A few years ago, the U.S. government issued a mandate that some industry pundits suggested would basically set the Health Care IT world on fire. The American Recovery and Reinvestment Act included financial incentives for healthcare providers and other medical facilities to implement (and demonstrate a meaningful use for) electronic health records (EHR) systems. Within days of the announcement, scores of HIT experts and training programs sprang to action to help channel organizations take advantage of this multi-billion dollar opportunity. From market education and sales training to marketing support and a number of other healthcare technology-related specializations, the experts offering these services helped fuel a level of hype unseen in the IT channel for quite some time.

Of course, there was and continues to be a significant opportunity for the properly prepared managed services providers, but the market certainly could never live up to the promises made by so many authorities on HIT. Many of those in it for a quick buck have already closed up shop or moved on to what they consider more profitable schemes, and several of the healthcare technology vendors that were targeting channel companies seemed to have taken a similar route. Whether the fit wasn’t a good one or these organizations were not truly committed to the channel, the noise these companies contributed to the conversation has diminished.

Now that the dust has settled somewhat, it’s a great time to focus on the HIT-related prospects that actually do make good sense for managed services providers. The healthcare sector has flourished over the past few years, with U.S. and Canadian industry growing a projected 7.4% CAGR (compound annual growth rate) and expected to top $31.3 billion by 2017 (up from $21.9 billion in 2012), according to Research and Markets’ North American Healthcare IT Market Report 2013-2017. Another report, the US Healthcare IT Market Outlook 2018 suggests that growth will be closer to 20% per year from 2014-2018.

While some MSPs have gotten a fair portion of that business, the ones who were most successful have taken a more realistic approach to the opportunities, with many making significant investments in specialized training and developing specialized programs. Like any specialized technology field, those who do their homework and develop workable plans will have a greater chance of capturing new clients and gaining additional sales. The providers who already support some aspects of a medical practice, hospital and other healthcare facility have a greater ability to make inroads and expand their services in those client sites. With a little research and extra attention on the opportunities available in their area, MSPs can build practices that support the unique needs of these customers—just like they would any other specialized market.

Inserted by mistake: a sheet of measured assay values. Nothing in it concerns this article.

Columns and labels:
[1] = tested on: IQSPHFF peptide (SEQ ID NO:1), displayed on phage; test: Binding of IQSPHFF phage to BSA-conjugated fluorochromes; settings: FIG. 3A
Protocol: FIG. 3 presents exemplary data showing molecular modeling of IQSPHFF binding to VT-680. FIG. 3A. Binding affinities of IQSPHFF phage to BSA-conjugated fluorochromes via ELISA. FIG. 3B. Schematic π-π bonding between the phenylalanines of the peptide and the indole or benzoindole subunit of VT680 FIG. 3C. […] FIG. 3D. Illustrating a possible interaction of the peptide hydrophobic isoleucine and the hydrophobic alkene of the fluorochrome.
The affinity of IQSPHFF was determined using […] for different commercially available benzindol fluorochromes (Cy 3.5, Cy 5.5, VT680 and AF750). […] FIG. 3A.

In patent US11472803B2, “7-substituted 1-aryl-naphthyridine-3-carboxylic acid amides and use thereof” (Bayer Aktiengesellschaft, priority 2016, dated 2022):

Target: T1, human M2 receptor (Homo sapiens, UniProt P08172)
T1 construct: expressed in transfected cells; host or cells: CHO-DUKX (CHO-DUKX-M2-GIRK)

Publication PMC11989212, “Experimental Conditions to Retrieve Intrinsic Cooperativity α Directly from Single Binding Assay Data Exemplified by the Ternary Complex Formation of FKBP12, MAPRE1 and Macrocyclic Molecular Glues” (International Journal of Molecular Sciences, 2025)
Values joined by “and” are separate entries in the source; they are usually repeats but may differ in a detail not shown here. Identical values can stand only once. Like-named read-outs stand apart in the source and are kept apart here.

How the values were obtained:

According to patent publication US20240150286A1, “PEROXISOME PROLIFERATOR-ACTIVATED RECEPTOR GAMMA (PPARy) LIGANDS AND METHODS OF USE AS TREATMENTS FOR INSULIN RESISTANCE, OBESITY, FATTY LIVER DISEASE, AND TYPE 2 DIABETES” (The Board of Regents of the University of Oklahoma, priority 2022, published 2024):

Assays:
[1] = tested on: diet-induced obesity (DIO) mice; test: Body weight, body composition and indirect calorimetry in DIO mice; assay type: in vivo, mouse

The demand for basic office computing support remains strong, with data backup and disaster recovery solution needs driving even more businesses to outsource these services. Industry and regulatory compliance concerns only fuel that initiative and it provides MSPs with the opening they need to succeed in the medical field. Of course, while the new systems mandated by the U.S. government may help bring attention to the need for outsourcing, only the properly prepared MSPs will profit from these directives.

As of October 1st of this year (recently extended from January 1st), all public and private healthcare providers and other eligible medical professionals must have adopted and demonstrated “meaningful use” of electronic medical records (EMR) to maintain their existing Medicaid and Medicare reimbursement levels. This is a crucial deadline for a vast majority of the country’s practitioners, especially for those with a high number of elderly or low-income patients enrolled in those government programs.

Of course the question of whether MSPs can realistically profit from HIT specializations still persists. The answer depends on a number of factors and not all of them will be in their own control. If any of the following conditions exists, the opportunities are surely worth pursuing:

The MSP operates in an area with a number of regional or independent healthcare organizations, medical offices and related facilities (not large centrally-controlled groups)

  • Their office procedure and compliance needs are not adequately supported
  • Technology and other support gaps remain
  • The costs of building a healthcare IT practice would exceed true revenue potential
  • An outsource partner is available to assist, with qualified healthcare technologists on staff to offer helpdesk, NOC and other support services

Before any MSP enters the healthcare IT field, they must ensure they have the expertise, solutions and service capabilities to compete with existing providers and direct market vendors. Their success may depend on their ability to partner with other vendors and outsource partners, and their dedication to participate in advanced technology and sales training programs. Despite the perception, the HIT field still offers great long-term revenue prospects—but only those providers who can commit the proper amount of resources and energy need apply.

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